RIKERS ISLAND — New York City’s Department of Correction commissioner has come under scrutiny, accused of being visibly absent during the COVID-19 pandemic.
In her first interview since the outbreak of the virus on Rikers Island, she told PIX11’s Jennifer Bisram she’s been working to keep everyone safe and supplied.
“Jennifer, I have been here every day working very hard, close with our partners at Correction Health Services and the Department of Health,” said Department of Correction Commissioner Cynthia Brann said Tuesday.
As of Tuesday morning, 627 DOC staff members and 334 inmates at Rikers have contracted COVID-19.
Seven staff members, including three officers and one captain, have lost their battle to the virus. Two inmates have also died.
“Our housing areas, day rooms, common spaces and transport buses are cleansed daily and our shower areas are sanitized several times day,” she said. “The officers are issued hand sanitizer that they could carry with them in the facility.”
The top city jail official said that while social distancing behind the barbed wire fences is challenging, it is being enforced — especially in the housing units.
“We’re making sure people have a bed in between each other and we promote social distancing by advising all those in our care to not sit on each other’s bed, and to have space in between.
Brann said inmates who show symptoms of the coronavirus or who test positive are placed in special housing units where they are monitored, isolated and treated.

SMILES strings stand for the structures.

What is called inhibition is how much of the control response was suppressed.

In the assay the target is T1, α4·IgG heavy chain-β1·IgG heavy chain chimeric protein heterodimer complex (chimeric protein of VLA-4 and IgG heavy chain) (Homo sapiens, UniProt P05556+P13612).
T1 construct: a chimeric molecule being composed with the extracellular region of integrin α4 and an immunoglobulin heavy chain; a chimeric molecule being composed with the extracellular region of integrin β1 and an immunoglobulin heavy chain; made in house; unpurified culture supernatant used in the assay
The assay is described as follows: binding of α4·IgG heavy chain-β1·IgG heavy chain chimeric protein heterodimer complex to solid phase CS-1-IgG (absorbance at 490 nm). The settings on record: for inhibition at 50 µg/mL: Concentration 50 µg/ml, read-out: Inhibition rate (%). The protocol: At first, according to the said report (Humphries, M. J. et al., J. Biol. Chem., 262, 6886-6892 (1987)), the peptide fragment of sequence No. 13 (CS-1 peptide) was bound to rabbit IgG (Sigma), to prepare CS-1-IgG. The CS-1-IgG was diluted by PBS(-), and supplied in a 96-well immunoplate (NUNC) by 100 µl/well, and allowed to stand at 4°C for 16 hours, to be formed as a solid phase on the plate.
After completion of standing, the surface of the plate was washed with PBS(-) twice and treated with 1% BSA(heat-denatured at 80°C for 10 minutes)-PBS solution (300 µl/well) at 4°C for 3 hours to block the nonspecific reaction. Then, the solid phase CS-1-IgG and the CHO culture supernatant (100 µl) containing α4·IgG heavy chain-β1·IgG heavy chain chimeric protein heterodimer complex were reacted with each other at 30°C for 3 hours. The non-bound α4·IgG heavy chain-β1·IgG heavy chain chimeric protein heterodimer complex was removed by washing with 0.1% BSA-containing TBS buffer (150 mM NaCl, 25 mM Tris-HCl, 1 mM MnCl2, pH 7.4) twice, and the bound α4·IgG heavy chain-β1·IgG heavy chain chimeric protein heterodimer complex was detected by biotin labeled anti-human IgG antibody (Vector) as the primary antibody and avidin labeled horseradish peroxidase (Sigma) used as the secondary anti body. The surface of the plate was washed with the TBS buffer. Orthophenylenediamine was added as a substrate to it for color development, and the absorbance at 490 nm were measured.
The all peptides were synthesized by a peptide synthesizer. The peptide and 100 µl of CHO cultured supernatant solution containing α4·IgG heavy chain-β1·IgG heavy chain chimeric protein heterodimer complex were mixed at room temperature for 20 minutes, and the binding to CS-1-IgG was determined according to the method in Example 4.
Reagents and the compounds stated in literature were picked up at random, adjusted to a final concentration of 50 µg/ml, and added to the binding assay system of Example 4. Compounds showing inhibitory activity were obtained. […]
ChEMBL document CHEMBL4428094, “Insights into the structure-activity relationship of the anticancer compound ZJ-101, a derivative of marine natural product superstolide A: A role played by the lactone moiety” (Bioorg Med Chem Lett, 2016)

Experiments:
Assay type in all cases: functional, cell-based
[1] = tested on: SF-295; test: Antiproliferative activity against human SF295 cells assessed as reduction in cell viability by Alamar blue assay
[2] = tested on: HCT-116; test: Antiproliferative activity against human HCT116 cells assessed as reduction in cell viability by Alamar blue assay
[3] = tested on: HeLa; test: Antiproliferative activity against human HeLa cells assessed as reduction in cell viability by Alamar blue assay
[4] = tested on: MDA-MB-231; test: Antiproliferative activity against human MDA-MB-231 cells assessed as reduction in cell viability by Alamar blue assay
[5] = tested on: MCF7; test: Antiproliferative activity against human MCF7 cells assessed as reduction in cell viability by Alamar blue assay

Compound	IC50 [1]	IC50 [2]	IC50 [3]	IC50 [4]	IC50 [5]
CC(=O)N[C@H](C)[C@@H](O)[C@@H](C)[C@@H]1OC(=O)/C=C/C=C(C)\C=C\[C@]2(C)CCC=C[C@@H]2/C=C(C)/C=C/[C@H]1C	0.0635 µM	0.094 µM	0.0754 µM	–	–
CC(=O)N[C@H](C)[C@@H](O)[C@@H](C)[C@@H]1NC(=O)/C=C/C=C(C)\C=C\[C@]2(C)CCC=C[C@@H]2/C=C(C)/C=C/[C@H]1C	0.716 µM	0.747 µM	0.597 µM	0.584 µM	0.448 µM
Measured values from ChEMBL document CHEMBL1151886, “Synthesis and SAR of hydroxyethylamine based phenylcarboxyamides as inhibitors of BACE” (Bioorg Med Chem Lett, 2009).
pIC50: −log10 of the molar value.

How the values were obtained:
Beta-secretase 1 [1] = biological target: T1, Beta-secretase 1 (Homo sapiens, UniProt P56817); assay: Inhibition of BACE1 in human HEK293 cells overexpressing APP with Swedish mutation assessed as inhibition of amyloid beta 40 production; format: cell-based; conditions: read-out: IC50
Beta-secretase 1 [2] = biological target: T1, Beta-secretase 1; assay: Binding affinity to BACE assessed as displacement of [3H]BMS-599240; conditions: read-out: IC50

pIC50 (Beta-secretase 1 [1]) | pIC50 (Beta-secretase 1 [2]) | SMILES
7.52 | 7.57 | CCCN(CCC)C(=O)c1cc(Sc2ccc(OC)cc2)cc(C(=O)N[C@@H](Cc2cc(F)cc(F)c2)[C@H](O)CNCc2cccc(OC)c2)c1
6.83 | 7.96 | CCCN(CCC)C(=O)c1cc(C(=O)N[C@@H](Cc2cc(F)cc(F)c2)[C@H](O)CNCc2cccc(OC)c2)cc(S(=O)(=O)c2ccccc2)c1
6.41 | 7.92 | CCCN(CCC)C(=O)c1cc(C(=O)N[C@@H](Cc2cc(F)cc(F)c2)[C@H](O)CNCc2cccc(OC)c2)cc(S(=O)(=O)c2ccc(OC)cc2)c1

“All of our officers are issued PPE — mask and gloves, and, in some cases goggles.”
Correction officers are also closely being monitored.
“We were able to access the Northwell Health care system. They have offered to test our officers who are currently showing symptoms of COVID-19 or have been in contact with someone who has it,” she added.
For those staff members who test positive, they can’t return to work unless they are cleared by a doctor. As for incoming inmates, they are screened twice before they enter the jail population.The commissioner said both officers and inmates wear masks, and just as people outside of the jail walls are given guidelines and updates, so too are the people in the inside.
While in-person visits are currently suspended, families can still see their loved ones who are incarcerated through virtual visits.
According to the commissioner, if correction officers run out of supplies, they can reach out to their supervisor, who will provide them with more.